You must have grown up listening to eating myths like, “Eat breakfast like a king, lunch like a prince and dinner like a pauper.” Or “Don’t eat after 7:00 pm if you want to lose fat.” At first glance, these myths seem to make sense, but whether night eating is good or bad is a debatable issue.
Night Eating and Weight Gain
Research is being done to determine the harmful effects of eating late at night, but nothing significant has been found thus far. People usually relate eating late to weight gain; however, there is not enough evidence to support the hypothesis that eating late at night causes weight gain. One realistic reason behind weight gain due to night could be that you become less active at night and are less likely to burn the calories you just consumed. Hence, a greater percentage of these calories is likely to be converted into body fat, thus increasing your weight.
Night Eating and Indigestion
It is true that you should avoid night eating, especially just before going to bed, but not because of weight gain concerns. The main conditions associated with eating late at night is indigestion and heartburn. If you consume a high-calorie meal shortly before going to bed, your stomach would not get enough time to digest it properly, consequently you will suffer from indigestion. Moreover, your digestive system also slows down at night and needs more time to fully digest and absorb the food. To make sure that the calories you consume at night do not convert into body fat, or you do not suffer from indigestion, you should allow at least a couple of hours between eating and bed time. After eating at night, you should stay upright for some time, long enough for the food to pass out of your stomach.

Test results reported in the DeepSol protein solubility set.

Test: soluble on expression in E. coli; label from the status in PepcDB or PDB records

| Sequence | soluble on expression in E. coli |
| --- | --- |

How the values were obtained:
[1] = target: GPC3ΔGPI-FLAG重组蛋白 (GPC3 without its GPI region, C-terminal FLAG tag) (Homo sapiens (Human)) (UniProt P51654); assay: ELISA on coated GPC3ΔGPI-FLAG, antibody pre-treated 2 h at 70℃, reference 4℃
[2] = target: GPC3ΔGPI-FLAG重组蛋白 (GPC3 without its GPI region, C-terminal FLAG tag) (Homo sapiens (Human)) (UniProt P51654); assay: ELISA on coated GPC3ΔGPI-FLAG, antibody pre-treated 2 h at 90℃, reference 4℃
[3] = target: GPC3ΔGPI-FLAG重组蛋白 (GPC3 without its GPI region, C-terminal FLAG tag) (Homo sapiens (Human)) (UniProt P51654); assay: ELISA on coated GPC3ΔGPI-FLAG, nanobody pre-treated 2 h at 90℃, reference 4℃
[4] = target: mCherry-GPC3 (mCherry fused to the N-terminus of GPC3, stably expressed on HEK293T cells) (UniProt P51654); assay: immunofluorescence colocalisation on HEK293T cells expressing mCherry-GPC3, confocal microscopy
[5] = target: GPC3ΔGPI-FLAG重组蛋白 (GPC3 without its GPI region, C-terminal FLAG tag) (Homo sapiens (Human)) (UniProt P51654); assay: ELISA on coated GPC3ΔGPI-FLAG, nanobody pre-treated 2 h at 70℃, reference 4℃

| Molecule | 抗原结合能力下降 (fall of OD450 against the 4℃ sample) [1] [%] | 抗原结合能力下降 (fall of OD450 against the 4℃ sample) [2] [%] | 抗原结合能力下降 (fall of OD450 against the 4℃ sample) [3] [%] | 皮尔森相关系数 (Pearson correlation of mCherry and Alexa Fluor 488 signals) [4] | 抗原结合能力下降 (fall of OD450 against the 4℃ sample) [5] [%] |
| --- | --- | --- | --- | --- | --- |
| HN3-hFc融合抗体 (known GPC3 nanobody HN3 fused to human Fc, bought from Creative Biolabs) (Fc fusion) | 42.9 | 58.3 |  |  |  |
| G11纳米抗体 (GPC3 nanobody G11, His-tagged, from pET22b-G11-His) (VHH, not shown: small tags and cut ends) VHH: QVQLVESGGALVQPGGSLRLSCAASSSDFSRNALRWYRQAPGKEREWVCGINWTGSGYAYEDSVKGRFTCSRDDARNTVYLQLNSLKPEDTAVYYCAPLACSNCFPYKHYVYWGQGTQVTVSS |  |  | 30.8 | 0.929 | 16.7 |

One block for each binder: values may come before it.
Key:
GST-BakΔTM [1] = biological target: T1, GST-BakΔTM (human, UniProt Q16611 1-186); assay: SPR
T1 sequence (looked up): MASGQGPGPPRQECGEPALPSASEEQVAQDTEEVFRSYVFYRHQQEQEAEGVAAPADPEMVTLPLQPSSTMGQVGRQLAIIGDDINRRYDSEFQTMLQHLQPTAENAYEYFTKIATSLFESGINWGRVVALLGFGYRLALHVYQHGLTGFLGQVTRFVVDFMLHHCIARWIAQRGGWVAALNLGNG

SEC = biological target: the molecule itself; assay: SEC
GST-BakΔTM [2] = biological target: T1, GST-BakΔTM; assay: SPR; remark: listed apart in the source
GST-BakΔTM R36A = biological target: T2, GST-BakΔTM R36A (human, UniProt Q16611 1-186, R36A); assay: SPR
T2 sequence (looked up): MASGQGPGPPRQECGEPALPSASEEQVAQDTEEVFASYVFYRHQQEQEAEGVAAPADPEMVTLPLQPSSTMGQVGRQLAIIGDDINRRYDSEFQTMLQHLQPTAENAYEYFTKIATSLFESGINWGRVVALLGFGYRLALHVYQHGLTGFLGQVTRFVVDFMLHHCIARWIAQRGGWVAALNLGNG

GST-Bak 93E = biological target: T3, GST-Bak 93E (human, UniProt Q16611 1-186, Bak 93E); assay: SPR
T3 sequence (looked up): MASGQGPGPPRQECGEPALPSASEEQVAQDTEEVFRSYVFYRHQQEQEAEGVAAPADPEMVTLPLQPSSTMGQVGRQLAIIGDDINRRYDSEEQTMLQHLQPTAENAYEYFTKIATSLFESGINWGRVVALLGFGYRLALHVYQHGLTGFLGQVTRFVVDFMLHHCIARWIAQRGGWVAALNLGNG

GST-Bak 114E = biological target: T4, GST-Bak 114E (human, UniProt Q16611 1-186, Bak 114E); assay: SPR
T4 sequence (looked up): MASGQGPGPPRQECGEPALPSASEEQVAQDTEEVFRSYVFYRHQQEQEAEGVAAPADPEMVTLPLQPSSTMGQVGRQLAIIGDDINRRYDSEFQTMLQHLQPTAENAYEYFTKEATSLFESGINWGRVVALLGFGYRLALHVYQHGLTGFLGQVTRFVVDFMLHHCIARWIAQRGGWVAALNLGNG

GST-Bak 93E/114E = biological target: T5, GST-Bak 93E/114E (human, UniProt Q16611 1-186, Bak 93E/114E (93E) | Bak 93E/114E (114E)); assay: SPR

Eating late at night is not really a problem as long as you are eating healthy and easily digestible foods. Furthermore, you also need to make sure that you stay within your daily calorie limit. Eating late at night becomes a problem only if you eat too much or eat high-calorie foods, such as fatty foods or those rich in sodium and sugar. In fact, consuming a small snack rich in carbohydrate may actually help you sleep better. Similarly cherries, rich on melatonin, also help you sleep better at night. So one can safely conclude that the most important thing about eating is what you eat and not when you eat.